You also have a lifetime gift exclusion. This is the amount that you can give away, either while you’re alive or after you die, without incurring any federal estate or gift taxes. Anything that exceeds the $14,000 annual limit (or doesn’t qualify) works against your lifetime exclusion. The lifetime gift exclusion in 2017 is $5.49 million, which inches higher with inflation over time. Here again you can combine your lifetime exclusion with your spouse, for a total of $10.98 million.
So let’s say that one year you and your spouse decide to gift your oldest child $128,000. The first $28,000 would be covered under your annual allowance and excluded from tax. The remaining $100,000 would work against your lifetime exclusion. Neither you nor your child would owe tax on the gift, but you’d have worked your lifetime exclusion from $10.98 million down to $10.88 million. If your future gifts (either while you’re alive or after death) exceed $10.88 million, they’ll be subject to the federal gift/estate tax:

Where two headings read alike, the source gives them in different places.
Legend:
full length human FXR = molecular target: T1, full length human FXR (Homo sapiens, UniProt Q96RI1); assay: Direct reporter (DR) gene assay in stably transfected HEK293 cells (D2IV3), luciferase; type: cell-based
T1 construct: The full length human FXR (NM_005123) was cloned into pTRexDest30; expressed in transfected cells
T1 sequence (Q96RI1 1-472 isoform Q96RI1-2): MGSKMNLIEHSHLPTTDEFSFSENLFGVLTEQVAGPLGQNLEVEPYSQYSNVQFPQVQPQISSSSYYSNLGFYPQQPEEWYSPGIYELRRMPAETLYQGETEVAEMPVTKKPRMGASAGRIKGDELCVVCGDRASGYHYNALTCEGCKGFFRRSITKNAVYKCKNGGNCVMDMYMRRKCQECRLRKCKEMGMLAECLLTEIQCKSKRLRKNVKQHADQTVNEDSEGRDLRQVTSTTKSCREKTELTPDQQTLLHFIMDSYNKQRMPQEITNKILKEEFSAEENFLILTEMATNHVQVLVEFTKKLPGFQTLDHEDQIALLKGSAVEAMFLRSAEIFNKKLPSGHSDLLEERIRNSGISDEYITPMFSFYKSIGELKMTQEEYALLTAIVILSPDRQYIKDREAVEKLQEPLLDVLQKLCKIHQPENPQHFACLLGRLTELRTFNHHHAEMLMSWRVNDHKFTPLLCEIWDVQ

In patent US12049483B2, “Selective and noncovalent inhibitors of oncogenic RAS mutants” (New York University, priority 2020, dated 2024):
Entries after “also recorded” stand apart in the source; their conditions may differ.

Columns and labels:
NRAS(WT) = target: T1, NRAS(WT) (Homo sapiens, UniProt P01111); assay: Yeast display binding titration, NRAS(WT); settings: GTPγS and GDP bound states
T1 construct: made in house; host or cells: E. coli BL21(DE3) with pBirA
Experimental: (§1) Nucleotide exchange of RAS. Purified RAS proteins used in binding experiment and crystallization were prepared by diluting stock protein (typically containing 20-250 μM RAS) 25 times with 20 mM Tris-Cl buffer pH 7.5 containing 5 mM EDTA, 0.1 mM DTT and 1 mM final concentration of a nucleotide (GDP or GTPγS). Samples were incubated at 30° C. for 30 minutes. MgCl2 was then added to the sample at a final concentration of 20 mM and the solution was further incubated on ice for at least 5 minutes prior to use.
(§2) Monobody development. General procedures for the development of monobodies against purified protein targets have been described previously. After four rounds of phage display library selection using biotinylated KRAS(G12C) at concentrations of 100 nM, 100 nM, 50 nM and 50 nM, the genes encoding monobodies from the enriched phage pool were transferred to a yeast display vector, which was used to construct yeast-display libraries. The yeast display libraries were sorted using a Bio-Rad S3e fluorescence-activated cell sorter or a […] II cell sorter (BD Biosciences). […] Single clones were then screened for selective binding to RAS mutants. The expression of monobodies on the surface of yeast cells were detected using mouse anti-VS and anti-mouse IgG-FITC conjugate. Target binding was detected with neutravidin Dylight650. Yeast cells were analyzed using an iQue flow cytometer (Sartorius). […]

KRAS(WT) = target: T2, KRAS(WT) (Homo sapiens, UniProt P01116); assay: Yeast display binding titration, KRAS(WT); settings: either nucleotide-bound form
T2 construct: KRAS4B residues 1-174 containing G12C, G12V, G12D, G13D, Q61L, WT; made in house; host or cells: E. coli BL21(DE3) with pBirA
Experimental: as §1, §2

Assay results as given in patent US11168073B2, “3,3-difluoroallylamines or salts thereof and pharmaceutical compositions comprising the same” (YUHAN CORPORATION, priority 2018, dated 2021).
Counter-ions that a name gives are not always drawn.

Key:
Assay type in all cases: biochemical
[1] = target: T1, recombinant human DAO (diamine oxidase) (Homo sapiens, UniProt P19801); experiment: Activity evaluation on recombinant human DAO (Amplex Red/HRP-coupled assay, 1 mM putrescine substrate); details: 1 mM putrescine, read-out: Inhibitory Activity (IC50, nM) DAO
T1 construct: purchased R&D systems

“I paid out the ears in taxes this year. How can I reduce my tax burden?”
This is a question I’m hearing a lot from business owners recently. And while it may not sound flashy, the best way to reduce taxes is to incorporate some smart planning into your decision making. More often than not, business owners simply don’t have the time to research and apply the opportunities offered in the tax code.
So to make your life a little easier, today’s post will cover an often unused tax saving opportunity:the Section 105 medical reimbursement plan.
An Overview of Section 105 Health Reimbursement Plans
A section 105 health reimbursement plan is a tax-efficient way to repay your employees for their health care costs. Rather than purchasing group coverage that your qualifying employees can opt into, you allow them to find their own coverage and then reimburse them for qualified expenses. This can include premiums, deductibles, or a wide variety of other out of pocket costs. (Side note, there are section 105 plans that combine traditional group coverage with reimbursement for qualified out of pocket costs, but that’s a subject for a future post).